BEIJING/SINGAPORE (Reuters) - Cities across China scrambled to install hospital beds and build fever screening clinics on Tuesday as authorities reported five more deaths and international concern grew about Beijing's surprise decision to let the virus run free.
China this month began dismantling its stringent "zero-COVID" regime of lockdowns and testing after protests against curbs that had kept the virus at bay for three years but at a big cost to society and the world's second-largest economy.
Now, as the virus sweeps through a country of 1.4 billion people who lack natural immunity having been shielded for so long, there is growing concern about possible deaths, virus mutations and the impact on the economy and trade.
"Every new epidemic wave in another country brings the risk of new variants, and this risk is higher the bigger the outbreak, and the current wave in China is shaping up to be big," said Alex Cook, vice-dean for research at the National University of Singapore's Saw Swee Hock School of Public Health.
"However, inevitably China has to go through a large wave of COVID-19 if it is to reach an endemic state, in a future without lockdowns and the economic and political damage that results."
U.S. State Department spokesperson Ned Price said on Monday the potential for the virus to mutate as it spreads in China was "a threat for people everywhere".
Xu Wenbo, an official with the Chinese Center for Disease Control and Prevention, told reporters new mutations would occur but played down concerns.
"New strains' immune escape ability becomes stronger, more contagious," Xu said. "But the possibility of them becoming more lethal is low. The possibility of strains that are more contagious and more pathogenic is even lower."
Beijing reported five COVID-related deaths on Tuesday, following two on Monday, which were the first fatalities reported in weeks. In total, China has reported 5,242 COVID deaths since the pandemic emerged in the city of Wuhan in late 2019, a very low toll by global standards.
But there are rising doubts that the statistics are reflecting the true impact of a disease ripping through cities after China dropped curbs including most mandatory testing on Dec. 7.
Since then, some hospitals have become inundated, pharmacies emptied of medicines, while many people have gone into self-imposed lockdowns, straining delivery services.
Some health experts estimate 60% of people in China - equivalent to 10% of the world's population - could be infected over coming months, and that more than 2 million could die.
In the capital, Beijing, security guards patrolled the entrance of a designated COVID crematorium where Reuters journalists on Saturday saw a long line of hearses and workers in hazmat suits carrying the dead inside. Reuters could not establish if the deaths were due to COVID.
Speaking at the same news conference as Xu, the head of Peking University First Hospital's infectious disease department Wang Guiqiang said only deaths caused by pneumonia and respiratory failure after contracting COVID would be classified as COVID deaths. Heart attacks or cardiovascular disease causing death of infected people will not get that classification.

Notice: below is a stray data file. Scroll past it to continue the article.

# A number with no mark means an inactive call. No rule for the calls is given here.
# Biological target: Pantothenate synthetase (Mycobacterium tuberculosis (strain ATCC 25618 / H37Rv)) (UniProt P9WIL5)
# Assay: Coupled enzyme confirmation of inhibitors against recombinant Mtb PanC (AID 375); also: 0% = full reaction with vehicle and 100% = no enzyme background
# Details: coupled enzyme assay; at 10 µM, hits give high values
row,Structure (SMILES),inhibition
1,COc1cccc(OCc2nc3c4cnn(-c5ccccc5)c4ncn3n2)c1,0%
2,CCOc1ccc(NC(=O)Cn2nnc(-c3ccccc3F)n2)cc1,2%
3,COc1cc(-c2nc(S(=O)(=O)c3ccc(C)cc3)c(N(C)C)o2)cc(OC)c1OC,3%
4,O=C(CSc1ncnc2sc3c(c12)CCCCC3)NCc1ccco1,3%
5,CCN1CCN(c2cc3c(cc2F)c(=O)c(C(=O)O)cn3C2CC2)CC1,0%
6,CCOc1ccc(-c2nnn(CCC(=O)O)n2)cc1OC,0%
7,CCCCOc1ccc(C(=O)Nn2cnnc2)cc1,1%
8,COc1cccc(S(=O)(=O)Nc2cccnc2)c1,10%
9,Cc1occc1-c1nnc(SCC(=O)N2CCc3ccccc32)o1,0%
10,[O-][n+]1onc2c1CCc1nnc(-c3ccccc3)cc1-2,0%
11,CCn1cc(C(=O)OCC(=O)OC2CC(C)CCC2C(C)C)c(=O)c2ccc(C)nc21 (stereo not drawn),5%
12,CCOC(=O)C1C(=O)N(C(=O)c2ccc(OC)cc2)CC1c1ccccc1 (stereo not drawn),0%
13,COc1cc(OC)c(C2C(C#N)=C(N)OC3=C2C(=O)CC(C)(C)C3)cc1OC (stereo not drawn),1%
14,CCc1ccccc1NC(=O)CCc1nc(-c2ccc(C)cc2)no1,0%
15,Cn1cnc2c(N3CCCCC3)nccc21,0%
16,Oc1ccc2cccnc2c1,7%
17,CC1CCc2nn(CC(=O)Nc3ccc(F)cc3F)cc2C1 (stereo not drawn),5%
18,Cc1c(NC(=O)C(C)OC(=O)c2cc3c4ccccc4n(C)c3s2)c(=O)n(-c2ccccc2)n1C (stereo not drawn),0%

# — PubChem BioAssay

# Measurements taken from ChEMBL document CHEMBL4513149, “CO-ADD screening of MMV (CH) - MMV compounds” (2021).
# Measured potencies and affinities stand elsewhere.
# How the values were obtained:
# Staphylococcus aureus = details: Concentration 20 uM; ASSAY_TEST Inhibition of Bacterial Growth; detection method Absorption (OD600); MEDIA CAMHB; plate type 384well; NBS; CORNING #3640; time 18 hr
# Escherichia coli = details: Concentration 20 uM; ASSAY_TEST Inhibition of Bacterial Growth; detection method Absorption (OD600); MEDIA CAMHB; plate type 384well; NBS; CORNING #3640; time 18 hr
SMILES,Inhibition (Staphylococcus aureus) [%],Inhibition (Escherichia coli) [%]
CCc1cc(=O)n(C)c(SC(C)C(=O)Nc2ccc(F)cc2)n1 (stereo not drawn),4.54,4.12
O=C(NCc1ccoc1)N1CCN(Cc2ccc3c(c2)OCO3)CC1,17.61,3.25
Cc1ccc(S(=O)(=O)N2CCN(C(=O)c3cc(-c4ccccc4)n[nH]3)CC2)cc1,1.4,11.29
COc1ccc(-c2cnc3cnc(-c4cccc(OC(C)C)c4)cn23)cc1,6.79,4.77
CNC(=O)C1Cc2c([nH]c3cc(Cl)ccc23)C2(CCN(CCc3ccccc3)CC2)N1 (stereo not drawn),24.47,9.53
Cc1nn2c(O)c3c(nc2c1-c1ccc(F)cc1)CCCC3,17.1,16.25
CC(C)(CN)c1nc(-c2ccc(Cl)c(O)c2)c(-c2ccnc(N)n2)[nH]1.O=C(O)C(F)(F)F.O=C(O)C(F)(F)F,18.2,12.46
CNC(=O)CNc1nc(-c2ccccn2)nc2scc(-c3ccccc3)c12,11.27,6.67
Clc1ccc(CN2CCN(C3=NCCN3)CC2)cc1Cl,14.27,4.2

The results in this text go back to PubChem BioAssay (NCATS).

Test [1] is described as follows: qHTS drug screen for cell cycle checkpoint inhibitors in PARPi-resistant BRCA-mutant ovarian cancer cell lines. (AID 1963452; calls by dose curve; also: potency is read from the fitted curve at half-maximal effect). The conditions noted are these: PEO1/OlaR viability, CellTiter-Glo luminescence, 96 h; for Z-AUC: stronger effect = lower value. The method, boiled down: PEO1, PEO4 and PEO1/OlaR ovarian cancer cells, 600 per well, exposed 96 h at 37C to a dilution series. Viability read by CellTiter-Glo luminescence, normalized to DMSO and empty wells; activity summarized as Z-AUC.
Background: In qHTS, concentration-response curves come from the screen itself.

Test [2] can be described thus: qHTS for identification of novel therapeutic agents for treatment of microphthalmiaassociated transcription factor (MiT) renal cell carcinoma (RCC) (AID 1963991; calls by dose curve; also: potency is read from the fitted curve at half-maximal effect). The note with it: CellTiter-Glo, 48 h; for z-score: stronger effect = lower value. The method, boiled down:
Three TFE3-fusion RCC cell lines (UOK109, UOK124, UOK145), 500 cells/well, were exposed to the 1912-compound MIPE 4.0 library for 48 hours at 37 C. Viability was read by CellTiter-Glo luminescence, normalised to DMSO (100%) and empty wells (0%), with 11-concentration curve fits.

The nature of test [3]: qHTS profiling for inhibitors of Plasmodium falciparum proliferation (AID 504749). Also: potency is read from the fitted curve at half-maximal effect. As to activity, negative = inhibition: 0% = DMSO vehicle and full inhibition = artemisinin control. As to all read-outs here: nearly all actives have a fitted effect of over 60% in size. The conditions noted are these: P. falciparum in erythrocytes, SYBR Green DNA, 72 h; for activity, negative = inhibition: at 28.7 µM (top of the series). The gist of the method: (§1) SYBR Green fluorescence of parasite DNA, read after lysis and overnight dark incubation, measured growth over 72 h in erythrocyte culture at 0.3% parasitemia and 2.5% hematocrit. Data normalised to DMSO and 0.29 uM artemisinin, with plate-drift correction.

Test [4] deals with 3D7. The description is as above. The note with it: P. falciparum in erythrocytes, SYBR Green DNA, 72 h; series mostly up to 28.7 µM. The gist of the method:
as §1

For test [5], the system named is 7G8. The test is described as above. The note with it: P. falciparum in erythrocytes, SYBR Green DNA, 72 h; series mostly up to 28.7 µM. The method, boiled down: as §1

In Beijing, which has emerged as the main infection hot spot, commuters, many coughing into their masks, were back on the trains to work and streets were coming back to life after being largely deserted last week.
Streets and subway trains in Shanghai, where COVID transmission rates are catching up with Beijing's, were emptier.
"People are staying away because they are sick or scared of getting sick, but mostly now, I think it’s because they are actually sick,” said Yang, a trainer at a nearly empty Shanghai gym.
Top health officials have softened their tone on the threat posed by the disease in recent weeks, a U-turn from previous messaging that the virus had to be eradicated to save lives even as the rest of the world opened up.
Nevertheless, there are mounting signs the virus is buffeting China's fragile health system.
Cities are ramping up efforts to expand intensive care units and build fever clinics, facilities designed to prevent the wider spread of contagious disease in hospitals.
In the past week, major cities including Beijing, Shanghai, Chengdu, and Wenzhou announced they had added hundreds of fever clinics, some in converted sports facilities.
The virus is also hammering China's economy, expected to grow 3% this year, its worst performance in nearly half a century. Workers falling ill are slowing down production and disrupting logistics, economists say.
A World Economics survey showed China's business confidence fell in December to its lowest since January 2013.
Weaker industrial activity in the world's top oil importer has capped gains for crude prices and driven copper lower.
China kept benchmark lending rates unchanged for the fourth consecutive month on Tuesday.
(Reporting by Bernard Orr, Albee Zhang, Ethan Wang and Xiaoyu Yin in Beijing, Xinghui Kok and Chen Lin in Singapore, David Stanway and Casey Hall in Shanghai and Humeyra Pamuk in Washington; Writing by John Geddie and Marius Zaharia; Editing by Robert Birsel)
Reuters Health Information © 2022